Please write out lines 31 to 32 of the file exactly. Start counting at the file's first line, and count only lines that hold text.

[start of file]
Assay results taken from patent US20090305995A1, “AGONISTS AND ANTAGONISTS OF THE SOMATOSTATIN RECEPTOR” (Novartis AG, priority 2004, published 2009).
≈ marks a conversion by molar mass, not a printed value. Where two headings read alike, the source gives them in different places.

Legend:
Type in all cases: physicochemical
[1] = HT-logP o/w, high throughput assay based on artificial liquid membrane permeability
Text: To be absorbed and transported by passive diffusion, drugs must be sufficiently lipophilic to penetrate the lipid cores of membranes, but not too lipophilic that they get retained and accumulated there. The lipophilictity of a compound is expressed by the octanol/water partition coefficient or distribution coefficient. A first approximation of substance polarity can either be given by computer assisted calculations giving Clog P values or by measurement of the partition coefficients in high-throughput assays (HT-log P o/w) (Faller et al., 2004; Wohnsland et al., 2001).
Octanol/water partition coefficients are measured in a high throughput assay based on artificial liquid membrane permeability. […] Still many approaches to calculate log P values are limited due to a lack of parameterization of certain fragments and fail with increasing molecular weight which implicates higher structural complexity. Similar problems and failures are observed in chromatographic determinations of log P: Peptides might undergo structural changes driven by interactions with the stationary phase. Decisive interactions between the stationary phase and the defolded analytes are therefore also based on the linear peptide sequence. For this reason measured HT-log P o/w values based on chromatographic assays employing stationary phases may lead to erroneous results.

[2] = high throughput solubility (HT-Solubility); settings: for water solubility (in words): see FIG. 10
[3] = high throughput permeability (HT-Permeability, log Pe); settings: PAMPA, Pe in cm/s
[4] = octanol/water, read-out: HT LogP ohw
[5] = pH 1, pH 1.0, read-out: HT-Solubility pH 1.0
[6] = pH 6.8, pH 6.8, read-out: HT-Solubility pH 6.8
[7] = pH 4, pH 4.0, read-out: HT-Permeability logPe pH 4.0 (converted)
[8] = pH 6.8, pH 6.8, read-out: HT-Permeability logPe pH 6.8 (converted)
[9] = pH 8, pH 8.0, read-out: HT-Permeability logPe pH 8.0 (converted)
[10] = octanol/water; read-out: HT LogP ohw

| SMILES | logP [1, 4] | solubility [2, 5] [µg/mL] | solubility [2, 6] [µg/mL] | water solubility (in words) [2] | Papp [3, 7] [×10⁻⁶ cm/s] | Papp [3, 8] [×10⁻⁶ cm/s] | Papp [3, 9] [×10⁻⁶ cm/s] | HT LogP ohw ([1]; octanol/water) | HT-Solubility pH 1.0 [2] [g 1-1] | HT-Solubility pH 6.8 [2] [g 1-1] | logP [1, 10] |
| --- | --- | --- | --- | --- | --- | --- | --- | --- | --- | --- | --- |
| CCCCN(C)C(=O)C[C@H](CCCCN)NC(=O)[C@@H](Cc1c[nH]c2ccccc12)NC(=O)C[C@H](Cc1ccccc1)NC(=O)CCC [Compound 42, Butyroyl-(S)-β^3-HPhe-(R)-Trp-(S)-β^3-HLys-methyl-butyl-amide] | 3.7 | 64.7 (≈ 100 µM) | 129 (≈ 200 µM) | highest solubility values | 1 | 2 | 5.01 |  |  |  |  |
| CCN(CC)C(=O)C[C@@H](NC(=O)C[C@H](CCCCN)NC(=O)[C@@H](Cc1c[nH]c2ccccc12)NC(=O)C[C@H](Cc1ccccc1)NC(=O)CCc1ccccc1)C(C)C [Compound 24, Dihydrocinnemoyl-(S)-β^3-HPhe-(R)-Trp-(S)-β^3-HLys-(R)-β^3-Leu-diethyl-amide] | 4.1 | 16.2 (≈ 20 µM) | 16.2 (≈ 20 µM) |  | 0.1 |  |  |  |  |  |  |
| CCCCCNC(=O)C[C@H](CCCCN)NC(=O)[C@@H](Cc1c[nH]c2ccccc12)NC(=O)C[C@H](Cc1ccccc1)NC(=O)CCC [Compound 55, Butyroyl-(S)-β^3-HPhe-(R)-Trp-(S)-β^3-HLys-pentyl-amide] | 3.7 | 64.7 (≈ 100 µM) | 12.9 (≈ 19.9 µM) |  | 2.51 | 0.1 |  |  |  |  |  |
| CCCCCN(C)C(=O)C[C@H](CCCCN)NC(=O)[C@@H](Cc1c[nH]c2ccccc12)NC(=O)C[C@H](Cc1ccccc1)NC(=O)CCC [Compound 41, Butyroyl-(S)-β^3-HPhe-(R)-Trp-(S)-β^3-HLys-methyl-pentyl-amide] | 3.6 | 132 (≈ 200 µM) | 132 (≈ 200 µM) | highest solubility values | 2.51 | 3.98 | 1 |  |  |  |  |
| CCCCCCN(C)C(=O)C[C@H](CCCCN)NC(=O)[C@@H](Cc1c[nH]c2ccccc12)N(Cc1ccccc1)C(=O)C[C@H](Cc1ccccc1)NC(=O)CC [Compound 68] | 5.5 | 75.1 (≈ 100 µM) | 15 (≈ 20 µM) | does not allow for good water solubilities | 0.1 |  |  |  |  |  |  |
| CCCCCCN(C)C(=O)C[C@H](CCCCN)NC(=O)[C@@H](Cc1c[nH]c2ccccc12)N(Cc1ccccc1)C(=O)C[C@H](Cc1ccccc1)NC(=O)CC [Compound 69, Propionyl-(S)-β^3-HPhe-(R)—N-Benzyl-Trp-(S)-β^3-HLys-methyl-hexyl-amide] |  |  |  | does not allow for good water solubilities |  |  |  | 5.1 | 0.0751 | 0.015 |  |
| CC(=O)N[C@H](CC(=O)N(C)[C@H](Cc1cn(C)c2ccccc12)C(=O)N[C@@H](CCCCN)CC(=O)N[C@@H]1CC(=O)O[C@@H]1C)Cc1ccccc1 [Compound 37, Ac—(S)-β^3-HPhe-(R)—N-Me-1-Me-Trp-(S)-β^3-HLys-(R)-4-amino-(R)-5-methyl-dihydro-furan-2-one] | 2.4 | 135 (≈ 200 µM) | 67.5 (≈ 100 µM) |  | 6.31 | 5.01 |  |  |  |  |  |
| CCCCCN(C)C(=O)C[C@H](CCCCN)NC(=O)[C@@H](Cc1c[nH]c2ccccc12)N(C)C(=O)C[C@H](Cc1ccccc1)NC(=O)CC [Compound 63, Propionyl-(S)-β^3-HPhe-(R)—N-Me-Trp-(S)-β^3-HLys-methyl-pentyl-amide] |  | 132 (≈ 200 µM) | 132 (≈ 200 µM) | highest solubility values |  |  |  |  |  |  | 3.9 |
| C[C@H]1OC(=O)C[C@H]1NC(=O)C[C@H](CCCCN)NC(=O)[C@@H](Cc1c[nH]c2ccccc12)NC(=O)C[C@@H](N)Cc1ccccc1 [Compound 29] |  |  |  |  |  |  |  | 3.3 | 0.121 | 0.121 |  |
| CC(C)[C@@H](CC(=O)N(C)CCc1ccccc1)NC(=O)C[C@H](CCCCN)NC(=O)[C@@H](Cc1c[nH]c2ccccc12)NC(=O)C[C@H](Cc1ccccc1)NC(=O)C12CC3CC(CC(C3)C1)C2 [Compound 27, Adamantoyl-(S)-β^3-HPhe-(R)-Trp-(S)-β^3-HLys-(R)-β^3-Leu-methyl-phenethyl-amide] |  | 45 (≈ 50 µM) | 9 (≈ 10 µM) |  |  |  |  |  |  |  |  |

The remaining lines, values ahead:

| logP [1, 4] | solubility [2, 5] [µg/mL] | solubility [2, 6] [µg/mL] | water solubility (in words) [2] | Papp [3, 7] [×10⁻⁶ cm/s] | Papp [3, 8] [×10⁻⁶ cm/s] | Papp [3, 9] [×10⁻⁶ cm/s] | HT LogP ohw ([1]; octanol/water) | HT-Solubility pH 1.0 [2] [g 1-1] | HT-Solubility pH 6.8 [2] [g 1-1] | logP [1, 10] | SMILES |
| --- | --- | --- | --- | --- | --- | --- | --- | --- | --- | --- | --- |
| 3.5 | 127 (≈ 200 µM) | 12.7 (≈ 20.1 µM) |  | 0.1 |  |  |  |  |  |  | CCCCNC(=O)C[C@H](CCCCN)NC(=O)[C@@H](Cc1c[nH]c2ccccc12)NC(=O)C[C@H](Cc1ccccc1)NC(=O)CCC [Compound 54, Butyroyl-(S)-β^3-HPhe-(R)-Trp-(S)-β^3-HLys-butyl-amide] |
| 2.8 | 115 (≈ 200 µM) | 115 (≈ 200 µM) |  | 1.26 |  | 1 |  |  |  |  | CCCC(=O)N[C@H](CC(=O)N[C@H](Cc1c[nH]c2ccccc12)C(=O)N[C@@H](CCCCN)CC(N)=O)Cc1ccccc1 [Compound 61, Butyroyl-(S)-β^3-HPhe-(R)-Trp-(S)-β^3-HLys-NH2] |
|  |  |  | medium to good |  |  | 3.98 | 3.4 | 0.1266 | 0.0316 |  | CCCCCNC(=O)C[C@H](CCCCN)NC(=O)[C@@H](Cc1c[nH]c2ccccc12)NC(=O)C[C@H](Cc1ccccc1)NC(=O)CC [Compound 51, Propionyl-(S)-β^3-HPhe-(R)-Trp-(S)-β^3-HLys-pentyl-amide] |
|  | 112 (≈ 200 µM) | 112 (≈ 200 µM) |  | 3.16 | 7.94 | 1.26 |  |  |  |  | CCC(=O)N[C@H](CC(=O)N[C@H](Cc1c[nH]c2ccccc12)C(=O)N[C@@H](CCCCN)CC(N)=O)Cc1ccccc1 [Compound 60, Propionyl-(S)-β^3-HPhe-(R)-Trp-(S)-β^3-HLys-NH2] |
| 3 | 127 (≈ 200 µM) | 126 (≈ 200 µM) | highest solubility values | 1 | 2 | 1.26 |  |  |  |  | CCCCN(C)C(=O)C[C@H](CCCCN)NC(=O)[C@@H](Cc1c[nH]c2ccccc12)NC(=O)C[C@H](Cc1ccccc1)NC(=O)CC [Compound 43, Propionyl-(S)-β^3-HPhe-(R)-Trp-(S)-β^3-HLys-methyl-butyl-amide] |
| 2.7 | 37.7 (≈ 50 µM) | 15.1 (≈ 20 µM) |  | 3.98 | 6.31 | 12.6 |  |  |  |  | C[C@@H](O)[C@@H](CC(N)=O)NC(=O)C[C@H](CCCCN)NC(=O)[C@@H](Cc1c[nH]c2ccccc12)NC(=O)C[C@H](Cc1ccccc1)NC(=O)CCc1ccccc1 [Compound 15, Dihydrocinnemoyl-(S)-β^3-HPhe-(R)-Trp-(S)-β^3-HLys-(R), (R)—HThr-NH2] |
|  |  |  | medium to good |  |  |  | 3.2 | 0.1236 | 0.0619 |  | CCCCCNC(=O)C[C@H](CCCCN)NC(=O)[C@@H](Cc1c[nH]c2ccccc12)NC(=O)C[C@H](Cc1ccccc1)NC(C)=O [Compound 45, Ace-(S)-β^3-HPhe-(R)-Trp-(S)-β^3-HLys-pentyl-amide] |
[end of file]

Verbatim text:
| --- | --- | --- | --- | --- | --- | --- | --- | --- | --- | --- | --- |
| 3.5 | 127 (≈ 200 µM) | 12.7 (≈ 20.1 µM) |  | 0.1 |  |  |  |  |  |  | CCCCNC(=O)C[C@H](CCCCN)NC(=O)[C@@H](Cc1c[nH]c2ccccc12)NC(=O)C[C@H](Cc1ccccc1)NC(=O)CCC [Compound 54, Butyroyl-(S)-β^3-HPhe-(R)-Trp-(S)-β^3-HLys-butyl-amide] |